An Audit of Transforaminal Epidural Steroid Injections Without Sedation: Low Patient Dissatisfaction and Low Vasovagal Rates

Authors


  • Presented at International Spine Intervention Society (ISIS) Annual Meeting in Las Vegas, July 2012.
  • Disclosures/conflicts of interest: Dr. Timothy Maus is on the board of directors for ISIS.

Reprint requests to: Felix E. Diehn, MD, Department of Radiology, Mayo Clinic, 200 1st St SW, Rochester, MN 55905, USA. Tel: 507-255-6598; Fax: 507-266-1657; E-mail: diehn.felix@mayo.edu.

Abstract

Objective

To assess frequency of sedation in transforaminal epidural steroid injections (TFESI) and to analyze patient dissatisfaction and vasovagal rates.

Design

Retrospective audit over a 6-year period, January 1, 2006–December 31, 2011.

Setting

Single academic center radiology pain management practice.

Subjects

Four thousand four hundred thirty-two patients undergoing 6,878 consecutive TFESI.

Outcome Measures

Frequency of sedation for TFESI was assessed. Vasovagal and patient dissatisfaction rates were assessed, the latter by patients' responses to two follow-up survey questions at 2 weeks postprocedure.

Results

Six thousand eight hundred seventy-eight TFESI were performed, of which only 0.1% (N = 7) were performed with sedation. Only 0.4% (N = 28) of TFESI were complicated by vasovagal reaction. Seventy-two percent (N = 4,980) of nonsedated patients responded to the survey. Overall medical care in the nonsedated was rated as: excellent 51%, very good 30%, good 15%, fair 3%, and poor 1%. Ninety-five percent confidence interval (CI) for the 3.9% of the nonsedated patients who rated their care at best “fair” was (3.3, 4.4%). Likelihood of referring friends/family members in nonsedated patients was: definitely 53%, probably 28%, uncertain 16%, probably not 3%, definitely not 0.2%. Ninety-five percent CI for the 3.2% of the nonsedated patients who would at best “probably not refer” their friends/family was (2.7, 3.7%).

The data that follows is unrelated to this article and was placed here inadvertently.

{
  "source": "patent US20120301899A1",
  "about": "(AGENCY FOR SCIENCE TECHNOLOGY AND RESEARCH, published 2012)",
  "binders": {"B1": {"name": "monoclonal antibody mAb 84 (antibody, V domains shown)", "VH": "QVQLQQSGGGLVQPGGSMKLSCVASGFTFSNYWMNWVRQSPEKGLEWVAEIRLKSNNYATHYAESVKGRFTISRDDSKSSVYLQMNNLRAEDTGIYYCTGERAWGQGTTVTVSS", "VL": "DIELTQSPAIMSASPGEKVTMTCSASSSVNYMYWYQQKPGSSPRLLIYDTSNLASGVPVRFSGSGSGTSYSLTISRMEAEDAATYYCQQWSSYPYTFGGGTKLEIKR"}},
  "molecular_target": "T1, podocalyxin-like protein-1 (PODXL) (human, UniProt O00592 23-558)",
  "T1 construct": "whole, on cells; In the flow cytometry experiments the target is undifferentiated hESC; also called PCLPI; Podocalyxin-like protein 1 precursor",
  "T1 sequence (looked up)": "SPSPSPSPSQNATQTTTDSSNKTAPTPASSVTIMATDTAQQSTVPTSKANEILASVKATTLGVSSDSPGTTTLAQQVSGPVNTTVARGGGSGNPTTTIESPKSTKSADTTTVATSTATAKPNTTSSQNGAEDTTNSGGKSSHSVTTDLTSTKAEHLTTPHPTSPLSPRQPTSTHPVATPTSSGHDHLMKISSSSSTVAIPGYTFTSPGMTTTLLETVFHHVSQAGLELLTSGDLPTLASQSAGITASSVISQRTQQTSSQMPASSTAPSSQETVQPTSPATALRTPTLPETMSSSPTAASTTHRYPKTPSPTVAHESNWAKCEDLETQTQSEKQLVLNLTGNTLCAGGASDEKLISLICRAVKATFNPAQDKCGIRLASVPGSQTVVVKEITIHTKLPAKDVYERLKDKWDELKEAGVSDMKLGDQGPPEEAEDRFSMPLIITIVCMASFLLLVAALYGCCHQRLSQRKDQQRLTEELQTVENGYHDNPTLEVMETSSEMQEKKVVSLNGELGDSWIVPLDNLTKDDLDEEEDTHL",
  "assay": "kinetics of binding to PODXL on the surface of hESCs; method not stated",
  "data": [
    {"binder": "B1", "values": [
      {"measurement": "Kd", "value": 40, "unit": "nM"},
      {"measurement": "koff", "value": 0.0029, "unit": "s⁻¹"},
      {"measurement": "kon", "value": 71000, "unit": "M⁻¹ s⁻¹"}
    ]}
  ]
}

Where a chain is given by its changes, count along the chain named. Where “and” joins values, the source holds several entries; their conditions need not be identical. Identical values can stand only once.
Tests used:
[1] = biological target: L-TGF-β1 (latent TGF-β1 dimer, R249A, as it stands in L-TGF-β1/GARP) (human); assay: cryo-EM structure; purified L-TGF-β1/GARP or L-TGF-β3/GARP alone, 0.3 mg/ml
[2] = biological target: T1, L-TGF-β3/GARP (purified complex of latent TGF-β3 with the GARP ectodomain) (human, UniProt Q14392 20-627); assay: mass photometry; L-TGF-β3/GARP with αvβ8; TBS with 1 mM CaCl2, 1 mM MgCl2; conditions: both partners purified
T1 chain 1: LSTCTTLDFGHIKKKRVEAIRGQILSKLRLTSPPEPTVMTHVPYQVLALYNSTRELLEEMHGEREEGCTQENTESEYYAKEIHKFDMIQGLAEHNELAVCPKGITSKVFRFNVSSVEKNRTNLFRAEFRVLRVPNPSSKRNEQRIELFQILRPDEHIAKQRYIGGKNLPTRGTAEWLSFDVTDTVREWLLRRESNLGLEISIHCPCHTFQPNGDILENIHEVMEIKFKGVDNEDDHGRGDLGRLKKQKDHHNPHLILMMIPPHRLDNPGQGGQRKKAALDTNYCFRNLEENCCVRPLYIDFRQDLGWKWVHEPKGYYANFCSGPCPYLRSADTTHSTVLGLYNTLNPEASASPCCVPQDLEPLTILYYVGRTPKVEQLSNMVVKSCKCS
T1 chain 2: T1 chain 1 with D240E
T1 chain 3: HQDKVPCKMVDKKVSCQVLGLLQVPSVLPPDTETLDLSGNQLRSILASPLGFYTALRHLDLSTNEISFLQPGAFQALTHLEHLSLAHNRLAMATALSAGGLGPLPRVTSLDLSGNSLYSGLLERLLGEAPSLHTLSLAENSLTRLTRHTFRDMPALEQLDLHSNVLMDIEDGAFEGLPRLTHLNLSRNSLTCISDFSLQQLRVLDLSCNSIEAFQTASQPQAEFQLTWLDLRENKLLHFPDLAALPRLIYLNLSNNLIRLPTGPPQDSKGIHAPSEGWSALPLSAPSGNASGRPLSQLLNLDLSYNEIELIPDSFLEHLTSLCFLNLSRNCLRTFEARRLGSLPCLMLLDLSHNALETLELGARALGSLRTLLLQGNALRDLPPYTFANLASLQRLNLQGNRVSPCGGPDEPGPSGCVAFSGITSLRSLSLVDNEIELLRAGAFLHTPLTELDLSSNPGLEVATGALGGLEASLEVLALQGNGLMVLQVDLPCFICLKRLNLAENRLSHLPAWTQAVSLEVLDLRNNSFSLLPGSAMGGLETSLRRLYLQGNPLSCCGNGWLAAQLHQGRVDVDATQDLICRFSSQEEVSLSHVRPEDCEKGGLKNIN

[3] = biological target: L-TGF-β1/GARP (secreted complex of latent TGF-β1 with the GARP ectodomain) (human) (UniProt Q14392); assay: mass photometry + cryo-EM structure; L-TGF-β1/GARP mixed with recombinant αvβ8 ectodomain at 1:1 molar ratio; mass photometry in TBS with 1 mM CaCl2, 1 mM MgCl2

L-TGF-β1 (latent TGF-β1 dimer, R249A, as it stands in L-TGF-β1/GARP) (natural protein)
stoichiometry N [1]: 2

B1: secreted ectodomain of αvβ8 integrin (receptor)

Conclusions

In our radiology pain management practice, sedation was rarely utilized for TFESI. A small minority of nonsedated patients rated their care at best fair and would at best probably not refer friends/family members. TFESI can be performed without sedation with low patient dissatisfaction and low vasovagal rates.

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